October 2020

Deep listening in the natural world: a celebration of faith, science and biodiversity

In 2019, the Sisters of the Good Samaritan entered into an auspice agreement with the Faith Ecology Network (FEN), a sponsorship that supports the continuing mission of strengthening interfaith dialogue between science and religion.

Participants in a FEN Zoom Event held on October 12 this year were treated to an inspiring two hours of beauty, sound, reflection and sharing. ‘Deep Listening in the Natural World’ was truly a celebration of faith, science and biodiversity.

The Aboriginal Land, Fire, Water Ceremony and Acknowledgement of Country set the scene. The didgeridoo player walked slowly, gently and reverently on the land evoking his connectedness to that land. The word ‘Dadirri’ – Deep Listening – was familiar to many of us and its explanation called us to be attuned to what the guest speaker, Andrew Skeoch, would focus on.

Andrew is one of Australia’s leading nature sound recordists. Through his personal story of learning through an Indigenous person to listen to the land as the land listens to us, his relationship with other species began. Andrew shared his scientific expertise through his sound recordings and spectrograms of birds, fish and other sea creatures.

In listening to bird sounds we learn to pay attention to what they are doing. Like other creatures, they have personalities and play with sound. Surrounded by living things and hearing them, we can grow in our understanding of the unique place they occupy in our shared world. We can hear whole ecosystems.

Through listening attentively to bird sounds such as the dawn chorus, we can learn from and apply many characteristics to human society. Different bird species cooperate with each other; they are often heard answering each other and taking turns. It is not a competition.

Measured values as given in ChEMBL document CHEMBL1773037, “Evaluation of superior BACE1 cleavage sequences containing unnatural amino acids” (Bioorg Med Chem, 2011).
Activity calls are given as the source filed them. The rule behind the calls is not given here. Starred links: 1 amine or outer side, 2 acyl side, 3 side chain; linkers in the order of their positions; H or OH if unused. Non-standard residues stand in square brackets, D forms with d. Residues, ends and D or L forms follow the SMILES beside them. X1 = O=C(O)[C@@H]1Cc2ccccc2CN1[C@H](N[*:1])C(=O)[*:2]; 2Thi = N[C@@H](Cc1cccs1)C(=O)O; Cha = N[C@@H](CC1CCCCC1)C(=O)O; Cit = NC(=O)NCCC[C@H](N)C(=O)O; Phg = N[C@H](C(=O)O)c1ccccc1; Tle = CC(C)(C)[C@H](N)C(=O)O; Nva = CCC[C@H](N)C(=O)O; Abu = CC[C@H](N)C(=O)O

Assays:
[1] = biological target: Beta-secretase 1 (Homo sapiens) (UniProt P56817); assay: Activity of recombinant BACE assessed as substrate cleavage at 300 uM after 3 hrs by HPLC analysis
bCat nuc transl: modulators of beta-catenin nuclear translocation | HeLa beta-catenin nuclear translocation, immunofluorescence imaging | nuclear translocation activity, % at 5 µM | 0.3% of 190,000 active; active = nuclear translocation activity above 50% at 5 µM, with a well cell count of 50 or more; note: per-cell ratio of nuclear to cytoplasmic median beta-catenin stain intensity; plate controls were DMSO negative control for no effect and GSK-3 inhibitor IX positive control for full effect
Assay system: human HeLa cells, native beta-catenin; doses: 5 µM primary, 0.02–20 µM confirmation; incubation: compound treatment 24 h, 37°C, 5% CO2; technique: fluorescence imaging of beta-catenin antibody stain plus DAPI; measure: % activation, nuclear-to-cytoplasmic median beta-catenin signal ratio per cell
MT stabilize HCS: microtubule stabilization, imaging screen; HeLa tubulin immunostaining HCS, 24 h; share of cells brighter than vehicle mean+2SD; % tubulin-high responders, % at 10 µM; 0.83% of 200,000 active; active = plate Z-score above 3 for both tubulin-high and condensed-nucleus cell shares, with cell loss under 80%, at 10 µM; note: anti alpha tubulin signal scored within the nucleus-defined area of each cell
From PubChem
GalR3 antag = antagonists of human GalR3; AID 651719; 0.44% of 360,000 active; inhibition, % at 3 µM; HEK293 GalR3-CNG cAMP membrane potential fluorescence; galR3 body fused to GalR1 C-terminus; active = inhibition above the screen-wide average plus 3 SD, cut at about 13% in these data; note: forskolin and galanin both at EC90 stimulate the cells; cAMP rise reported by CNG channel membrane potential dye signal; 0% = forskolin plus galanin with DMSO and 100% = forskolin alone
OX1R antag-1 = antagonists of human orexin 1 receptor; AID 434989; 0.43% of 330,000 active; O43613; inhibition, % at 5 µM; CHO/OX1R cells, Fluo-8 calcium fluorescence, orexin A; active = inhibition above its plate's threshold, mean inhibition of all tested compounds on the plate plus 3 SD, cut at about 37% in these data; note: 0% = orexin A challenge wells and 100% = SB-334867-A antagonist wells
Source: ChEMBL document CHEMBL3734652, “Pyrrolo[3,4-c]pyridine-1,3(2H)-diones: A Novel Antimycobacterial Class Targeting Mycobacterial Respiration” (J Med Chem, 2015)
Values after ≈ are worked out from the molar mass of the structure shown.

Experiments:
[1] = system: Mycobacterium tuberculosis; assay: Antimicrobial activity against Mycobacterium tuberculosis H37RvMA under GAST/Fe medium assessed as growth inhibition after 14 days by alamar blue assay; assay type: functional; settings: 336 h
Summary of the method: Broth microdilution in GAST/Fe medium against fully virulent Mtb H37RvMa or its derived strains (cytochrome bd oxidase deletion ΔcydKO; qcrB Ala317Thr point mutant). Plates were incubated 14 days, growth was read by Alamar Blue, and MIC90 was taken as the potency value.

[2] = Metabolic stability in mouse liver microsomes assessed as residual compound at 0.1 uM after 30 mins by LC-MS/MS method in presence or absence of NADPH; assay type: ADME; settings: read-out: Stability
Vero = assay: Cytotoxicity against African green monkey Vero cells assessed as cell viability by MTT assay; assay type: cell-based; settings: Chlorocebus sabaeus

All birds are included as together they sing in a new day. Listening to them, one gets a sense of sharing the same space in mutual accommodation. Sharing the same resources and processes are the core of functioning ecosystems.

Having the opportunity to reflect on and discuss Andrew’s presentation in break-out groups provided a chance to form questions and understand new learnings.

One of the fundamental themes of the FEN Planning Group was the Wonder of Biodiversity. Different faith groups responded to Andrew’s presentation in a series of short dialogues between a child and an older adult. Young children wonder at and ask questions about nature and this was captured in these videos. The Planning Group had several practical suggestions for the participants for further opportunities to connect with nature.

The last words were from our Indigenous who inspired us further to ‘Connect with Country’ and Andrew, who challenged us to join the ‘infinite game’ to ensure the continuous sustainability of biodiversity.

Andrew drew us into a new way of relating that shifts the focus from being anthropocentric. He gave us an experience which deepened our awareness of interconnectivity with the whole of creation, which views us as one part of its unique complexity.

We can try to ‘Connect with Country’ as we learn from our Indigenous sisters and brothers. Together we can grow into a new understanding of our faith, inspired by increased understanding of ecology, and turn that new understanding into action in and from our faith communities.

For more information or to join FEN, click here.

Sister Veronica McDougall SGS


The Good Oil

‘The Good Oil’, the free, monthly e-journal of the Good Samaritan Sisters, publishes news, feature and opinion articles and reflective content which aims to nourish the spirit, stimulate thinking and encourage reflection and dialogue about contemporary issues from a Good Samaritan perspective.

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